However (as it has been said before) merits can also be larger than any preset number, if we accept the Cramér's conjecture https://www.dartmouth.edu/~chance/ch...ann/cramer.pdf. For instance in the veciniry of a Googolplex 10^(10^100) you should be able to find merits as large as 530
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Old 2018-05-14, 16:23   #6
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Well... we should not accept the Cramér conjecture since it's not thought to hold. Mathematicians are divided on what should be true: some think that
CSG_\infty=\limsup \frac{p_{n+1}-p_n}{(\log p_n)^2}
is
\frac{2}{e^\gamma} = 1.1229\ldots
while others think that it is infinite and a few think it may even be between the two. In the 21st century I've only seen nonmathematicians argue that its value should be 1 and I haven't seen anyone hold that it should be between 1 and 2/e^gamma or less than 1.
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Old 2018-05-14, 17:07   #7
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Quote:
Originally Posted by CRGreathouse View Post
Well... we should not accept the Cramér conjecture since it's not thought to hold. Mathematicians are divided on what should be true: some think that
CSG_\infty=\limsup \frac{p_{n+1}-p_n}{(\log p_n)^2}
is
\frac{2}{e^\gamma} = 1.1229\ldots
while others think that it is infinite and a few think it may even be between the two. In the 21st century I've only seen nonmathematicians argue that its value should be 1 and I haven't seen anyone hold that it should be between 1 and 2/e^gamma or less than 1.
Hence the "if". (I am not arguing it is correct)

I actually made a big mistake is estimating what the merit of a large gap after a googolplex (a 1 folowed by 10100 zeroes) could end up being. It would be, again assuming as if the Cramér Conjecture were correct, much larger than 530 and an insane number aproximating 2.3 e 10100

Last fiddled with by rudy235 on 2018-05-14 at 17:33 Reason: clarifiyng concepts
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Old 2018-05-15, 00:40   #8
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For the known big prime gaps GSC is only above 0.8 below 2^64 and it gets smaller and smaller with bigger primes even if those gaps have merit above 35, and it is really tiny for the largest gaps.

Any new big gap above 2^64 with GSC above 0.8 or even 0.5 would be something new.

Code:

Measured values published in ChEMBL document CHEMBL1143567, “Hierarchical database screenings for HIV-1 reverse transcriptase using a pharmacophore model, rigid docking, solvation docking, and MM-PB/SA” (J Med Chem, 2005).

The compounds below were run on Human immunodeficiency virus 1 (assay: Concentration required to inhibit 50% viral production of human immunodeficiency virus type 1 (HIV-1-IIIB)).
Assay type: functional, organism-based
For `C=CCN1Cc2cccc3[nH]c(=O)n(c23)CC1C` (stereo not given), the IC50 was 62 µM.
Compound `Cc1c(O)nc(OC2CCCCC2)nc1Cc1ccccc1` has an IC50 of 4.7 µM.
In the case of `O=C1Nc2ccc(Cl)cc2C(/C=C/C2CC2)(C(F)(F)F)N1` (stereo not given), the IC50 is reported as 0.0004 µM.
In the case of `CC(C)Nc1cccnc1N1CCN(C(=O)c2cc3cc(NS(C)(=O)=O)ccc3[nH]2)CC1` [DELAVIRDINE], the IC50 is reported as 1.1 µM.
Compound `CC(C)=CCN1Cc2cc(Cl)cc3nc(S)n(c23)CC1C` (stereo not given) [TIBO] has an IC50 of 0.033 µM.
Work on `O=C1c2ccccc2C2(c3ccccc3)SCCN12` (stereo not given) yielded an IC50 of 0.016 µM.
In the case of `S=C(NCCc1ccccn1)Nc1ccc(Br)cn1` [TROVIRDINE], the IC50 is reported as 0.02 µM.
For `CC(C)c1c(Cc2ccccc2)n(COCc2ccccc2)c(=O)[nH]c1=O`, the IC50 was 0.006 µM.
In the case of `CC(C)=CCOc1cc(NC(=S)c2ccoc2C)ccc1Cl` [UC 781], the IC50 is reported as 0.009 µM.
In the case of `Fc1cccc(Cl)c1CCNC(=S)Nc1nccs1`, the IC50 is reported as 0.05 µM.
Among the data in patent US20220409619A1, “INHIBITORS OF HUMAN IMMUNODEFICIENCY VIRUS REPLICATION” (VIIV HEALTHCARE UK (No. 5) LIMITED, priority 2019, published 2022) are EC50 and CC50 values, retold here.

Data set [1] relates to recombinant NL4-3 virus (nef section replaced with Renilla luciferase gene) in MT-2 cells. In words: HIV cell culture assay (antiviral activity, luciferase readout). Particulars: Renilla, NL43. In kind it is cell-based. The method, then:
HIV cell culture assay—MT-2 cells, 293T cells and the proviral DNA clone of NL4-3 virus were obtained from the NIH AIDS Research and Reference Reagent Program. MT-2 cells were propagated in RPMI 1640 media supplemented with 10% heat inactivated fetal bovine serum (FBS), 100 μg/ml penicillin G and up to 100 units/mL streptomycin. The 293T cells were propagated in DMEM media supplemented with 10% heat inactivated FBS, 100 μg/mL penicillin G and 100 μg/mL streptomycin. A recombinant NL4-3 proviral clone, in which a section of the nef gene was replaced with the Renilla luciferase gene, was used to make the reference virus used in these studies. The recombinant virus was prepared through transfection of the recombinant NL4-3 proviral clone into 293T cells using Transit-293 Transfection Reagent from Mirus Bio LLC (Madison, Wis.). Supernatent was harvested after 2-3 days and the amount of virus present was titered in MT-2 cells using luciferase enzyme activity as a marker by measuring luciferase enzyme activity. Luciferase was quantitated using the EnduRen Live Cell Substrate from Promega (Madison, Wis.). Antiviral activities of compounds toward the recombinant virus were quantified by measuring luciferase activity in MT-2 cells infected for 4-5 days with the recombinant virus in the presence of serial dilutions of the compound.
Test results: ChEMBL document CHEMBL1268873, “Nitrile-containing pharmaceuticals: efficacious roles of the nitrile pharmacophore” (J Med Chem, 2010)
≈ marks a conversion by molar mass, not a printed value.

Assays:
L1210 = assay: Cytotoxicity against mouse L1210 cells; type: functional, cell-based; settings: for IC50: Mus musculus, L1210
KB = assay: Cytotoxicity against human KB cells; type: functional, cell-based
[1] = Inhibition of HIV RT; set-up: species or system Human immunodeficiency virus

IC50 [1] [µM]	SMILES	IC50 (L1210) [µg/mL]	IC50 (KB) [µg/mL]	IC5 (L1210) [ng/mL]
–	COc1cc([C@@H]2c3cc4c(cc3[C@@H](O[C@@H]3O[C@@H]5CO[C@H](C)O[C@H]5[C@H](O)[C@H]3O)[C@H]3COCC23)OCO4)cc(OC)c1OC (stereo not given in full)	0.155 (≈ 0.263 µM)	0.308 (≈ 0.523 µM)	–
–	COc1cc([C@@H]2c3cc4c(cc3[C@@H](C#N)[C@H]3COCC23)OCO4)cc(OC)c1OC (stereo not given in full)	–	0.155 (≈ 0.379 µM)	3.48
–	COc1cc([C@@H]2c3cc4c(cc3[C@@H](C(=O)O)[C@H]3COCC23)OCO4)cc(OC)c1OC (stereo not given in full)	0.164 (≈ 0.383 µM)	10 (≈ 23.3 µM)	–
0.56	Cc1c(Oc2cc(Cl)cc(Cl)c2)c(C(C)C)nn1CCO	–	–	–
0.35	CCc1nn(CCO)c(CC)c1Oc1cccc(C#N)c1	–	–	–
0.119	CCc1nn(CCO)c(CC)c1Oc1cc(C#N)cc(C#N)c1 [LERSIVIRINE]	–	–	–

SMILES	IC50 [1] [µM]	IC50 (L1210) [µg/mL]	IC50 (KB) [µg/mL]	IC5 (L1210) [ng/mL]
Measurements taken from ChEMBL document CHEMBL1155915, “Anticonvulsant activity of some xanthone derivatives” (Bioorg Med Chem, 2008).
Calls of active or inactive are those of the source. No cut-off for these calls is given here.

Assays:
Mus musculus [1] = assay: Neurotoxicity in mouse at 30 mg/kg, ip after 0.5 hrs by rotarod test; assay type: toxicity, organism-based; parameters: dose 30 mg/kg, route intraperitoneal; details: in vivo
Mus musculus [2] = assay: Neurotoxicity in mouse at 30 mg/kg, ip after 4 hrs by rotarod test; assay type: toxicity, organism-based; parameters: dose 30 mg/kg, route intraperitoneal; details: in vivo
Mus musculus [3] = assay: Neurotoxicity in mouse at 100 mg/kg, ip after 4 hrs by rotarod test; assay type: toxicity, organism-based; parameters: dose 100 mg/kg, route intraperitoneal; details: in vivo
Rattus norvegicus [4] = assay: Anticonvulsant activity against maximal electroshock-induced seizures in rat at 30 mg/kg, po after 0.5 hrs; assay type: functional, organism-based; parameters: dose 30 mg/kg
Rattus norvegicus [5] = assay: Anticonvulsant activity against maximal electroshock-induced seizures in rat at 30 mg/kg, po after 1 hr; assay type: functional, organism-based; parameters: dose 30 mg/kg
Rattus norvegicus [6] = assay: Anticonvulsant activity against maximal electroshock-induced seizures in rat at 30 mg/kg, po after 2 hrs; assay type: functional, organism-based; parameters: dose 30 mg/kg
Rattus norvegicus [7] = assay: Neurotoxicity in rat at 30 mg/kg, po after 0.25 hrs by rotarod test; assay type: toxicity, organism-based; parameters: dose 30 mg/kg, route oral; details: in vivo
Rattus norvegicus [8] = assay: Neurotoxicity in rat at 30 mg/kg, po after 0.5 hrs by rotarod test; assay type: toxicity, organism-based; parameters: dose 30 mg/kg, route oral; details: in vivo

Gn	Pn			Merit		Gn/(ln(Pn)^2)	Ford-Green-Konyagin-Maynard-Tao
5103138	7.69542115*10^216848	10.22031845	0.00002047	 	 2.12060937
6582144	8.46506984*10^216840	13.18288411	0.00002640	 	 2.73531863
4680156	5.10477651*10^99749	20.37666041	0.00008872		 4.50159088
66520	3.29280820*10^815	35.42445941	0.01886489		13.50196237
26892	4.69622677*10^320	36.42056789	0.04932537		16.38392439
26054	5.88832005*10^305	37.00529401	0.05255975		16.80505451
18306	7.04109715*10^208	38.06696007	0.07915948		18.72974074
15900	1.93693327*10^174	39.62015365	0.09872683		20.31243105
13692	3.25418593*10^162	36.59018324	0.09778276		19.07131098
10716	1.83937772*10^126	36.85828850	0.12677617		20.45427745
8382	1.74442287*10^96	37.82412584	0.17068295		22.59742318
8350	2.93703234*10^86	41.93878373	0.21064211		25.84973884
1510	6787988999657777797	34.82336886	0.80309074		43.33266457
1454	3219107182492871783	34.11893253	0.80062005		43.03407437
1476	1425172824437699411	35.31030807	0.84472754		45.22507308
1442	804212830686677669	34.97568651	0.84833471		45.29864017
1370	418032645936712127	33.76518602	0.83218087		44.30979390
1132	1693182318746371	32.28254764	0.92063859		48.34468117

Ford-Green-Konyagin-Maynard-Tao:

        log X * loglog X * loglogloglog X
G(X) >  ---------------------------------
                  logloglog X
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Old 2018-05-15, 16:08   #9
henryzz
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Do we have any idea of the probability distribution for CSG or any of the other gap rating systems?
Are there any that are independent of the size of p_n?
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Old 2018-05-15, 17:04   #10
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Quote:
Originally Posted by henryzz View Post
Do we have any idea of the probability distribution for CSG or any of the other gap rating systems?
Are there any that are independent of the size of p_n?
g_n/log(p_n) is independent of the size of p_n -- it's approximately exponentially exponentially distributed with λ = log 2. But I don't think that's what you mean.
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Old 2018-05-15, 18:52   #11
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Looking at Dr, Nicely's list there are many gaps between 2^64 and 10^27 with GSC above 0.5, the highest GSC I found so far above 2^64 is:
1750 C?C Spielaur 2016 32.10 24 475135024904107611376237

with GSC=0.58878947